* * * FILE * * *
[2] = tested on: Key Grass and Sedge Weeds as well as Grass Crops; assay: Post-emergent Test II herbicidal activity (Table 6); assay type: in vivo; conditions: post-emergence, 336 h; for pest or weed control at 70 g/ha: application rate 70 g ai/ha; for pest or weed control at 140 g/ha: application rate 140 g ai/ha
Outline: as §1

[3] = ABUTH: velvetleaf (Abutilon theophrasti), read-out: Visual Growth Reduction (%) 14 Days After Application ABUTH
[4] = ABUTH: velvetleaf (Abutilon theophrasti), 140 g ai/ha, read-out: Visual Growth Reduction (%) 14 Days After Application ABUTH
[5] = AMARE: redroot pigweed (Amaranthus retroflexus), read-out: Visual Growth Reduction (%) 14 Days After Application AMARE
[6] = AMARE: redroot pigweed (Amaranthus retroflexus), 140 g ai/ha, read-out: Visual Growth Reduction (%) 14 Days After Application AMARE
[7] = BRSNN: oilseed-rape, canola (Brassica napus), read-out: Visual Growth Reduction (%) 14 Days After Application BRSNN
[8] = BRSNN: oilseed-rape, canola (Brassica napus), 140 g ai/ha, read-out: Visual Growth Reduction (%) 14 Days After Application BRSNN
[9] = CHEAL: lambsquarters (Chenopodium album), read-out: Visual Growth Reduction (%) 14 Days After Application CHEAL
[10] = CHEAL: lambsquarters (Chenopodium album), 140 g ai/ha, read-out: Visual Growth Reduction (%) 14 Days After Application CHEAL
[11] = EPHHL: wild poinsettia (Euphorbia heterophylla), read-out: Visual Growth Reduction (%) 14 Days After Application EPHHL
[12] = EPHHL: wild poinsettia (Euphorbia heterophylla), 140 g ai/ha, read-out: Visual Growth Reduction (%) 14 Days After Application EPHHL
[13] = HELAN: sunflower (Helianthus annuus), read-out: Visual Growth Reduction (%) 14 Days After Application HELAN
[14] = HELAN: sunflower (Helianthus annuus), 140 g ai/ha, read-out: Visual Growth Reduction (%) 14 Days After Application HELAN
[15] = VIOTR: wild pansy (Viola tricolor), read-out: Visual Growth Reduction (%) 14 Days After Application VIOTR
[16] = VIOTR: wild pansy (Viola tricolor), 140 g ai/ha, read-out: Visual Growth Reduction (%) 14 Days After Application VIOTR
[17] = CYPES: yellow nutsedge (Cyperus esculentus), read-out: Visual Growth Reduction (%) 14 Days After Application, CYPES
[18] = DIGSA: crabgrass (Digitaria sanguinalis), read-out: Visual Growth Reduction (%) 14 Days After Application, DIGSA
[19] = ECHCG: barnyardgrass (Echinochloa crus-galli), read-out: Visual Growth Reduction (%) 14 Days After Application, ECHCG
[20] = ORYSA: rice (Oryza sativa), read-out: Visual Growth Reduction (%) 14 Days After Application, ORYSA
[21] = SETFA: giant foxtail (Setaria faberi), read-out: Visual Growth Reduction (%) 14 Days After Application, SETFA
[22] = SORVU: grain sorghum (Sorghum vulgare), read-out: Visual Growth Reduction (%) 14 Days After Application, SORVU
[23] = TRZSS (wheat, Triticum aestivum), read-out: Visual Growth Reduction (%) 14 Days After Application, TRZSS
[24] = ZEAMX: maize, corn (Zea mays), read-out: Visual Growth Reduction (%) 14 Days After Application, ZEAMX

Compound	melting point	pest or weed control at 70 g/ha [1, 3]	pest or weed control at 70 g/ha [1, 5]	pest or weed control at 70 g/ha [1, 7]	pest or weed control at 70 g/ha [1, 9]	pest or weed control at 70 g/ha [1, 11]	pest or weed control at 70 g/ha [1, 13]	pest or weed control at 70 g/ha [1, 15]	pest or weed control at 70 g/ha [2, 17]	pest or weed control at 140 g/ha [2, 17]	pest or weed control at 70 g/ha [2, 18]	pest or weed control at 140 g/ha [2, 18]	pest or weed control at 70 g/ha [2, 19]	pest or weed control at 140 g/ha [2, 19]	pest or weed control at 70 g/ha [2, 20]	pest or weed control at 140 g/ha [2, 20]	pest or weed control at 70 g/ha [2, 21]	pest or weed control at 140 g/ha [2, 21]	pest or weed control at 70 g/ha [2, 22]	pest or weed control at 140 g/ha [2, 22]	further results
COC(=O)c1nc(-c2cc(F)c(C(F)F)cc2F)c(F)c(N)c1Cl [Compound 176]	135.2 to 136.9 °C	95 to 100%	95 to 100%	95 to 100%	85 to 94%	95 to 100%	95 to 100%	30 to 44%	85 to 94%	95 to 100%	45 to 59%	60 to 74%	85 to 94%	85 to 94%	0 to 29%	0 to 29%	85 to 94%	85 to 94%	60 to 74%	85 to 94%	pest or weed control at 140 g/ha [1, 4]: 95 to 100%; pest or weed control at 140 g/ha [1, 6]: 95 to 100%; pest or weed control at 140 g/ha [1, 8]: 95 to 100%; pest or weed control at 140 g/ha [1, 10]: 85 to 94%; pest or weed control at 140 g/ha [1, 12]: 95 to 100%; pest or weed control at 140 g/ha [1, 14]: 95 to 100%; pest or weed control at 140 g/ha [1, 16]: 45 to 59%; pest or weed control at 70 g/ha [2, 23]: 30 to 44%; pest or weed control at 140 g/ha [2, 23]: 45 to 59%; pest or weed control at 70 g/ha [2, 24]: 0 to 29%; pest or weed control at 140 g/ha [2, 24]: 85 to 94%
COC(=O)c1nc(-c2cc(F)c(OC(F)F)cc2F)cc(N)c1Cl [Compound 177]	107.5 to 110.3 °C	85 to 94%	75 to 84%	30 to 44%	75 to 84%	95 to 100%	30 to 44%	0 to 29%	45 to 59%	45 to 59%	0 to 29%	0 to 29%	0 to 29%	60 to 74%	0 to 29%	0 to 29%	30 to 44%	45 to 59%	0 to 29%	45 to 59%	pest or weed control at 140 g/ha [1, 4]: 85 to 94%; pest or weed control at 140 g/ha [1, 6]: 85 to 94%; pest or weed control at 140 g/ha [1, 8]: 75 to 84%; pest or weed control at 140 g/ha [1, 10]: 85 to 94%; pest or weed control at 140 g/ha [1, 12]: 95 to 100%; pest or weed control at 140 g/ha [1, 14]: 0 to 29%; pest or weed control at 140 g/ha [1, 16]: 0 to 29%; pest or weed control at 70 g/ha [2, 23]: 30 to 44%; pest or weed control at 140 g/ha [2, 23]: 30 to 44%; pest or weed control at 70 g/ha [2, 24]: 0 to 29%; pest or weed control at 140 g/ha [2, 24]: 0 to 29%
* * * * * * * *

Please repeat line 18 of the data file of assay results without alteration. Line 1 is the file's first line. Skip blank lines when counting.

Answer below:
[18] = DIGSA: crabgrass (Digitaria sanguinalis), read-out: Visual Growth Reduction (%) 14 Days After Application, DIGSA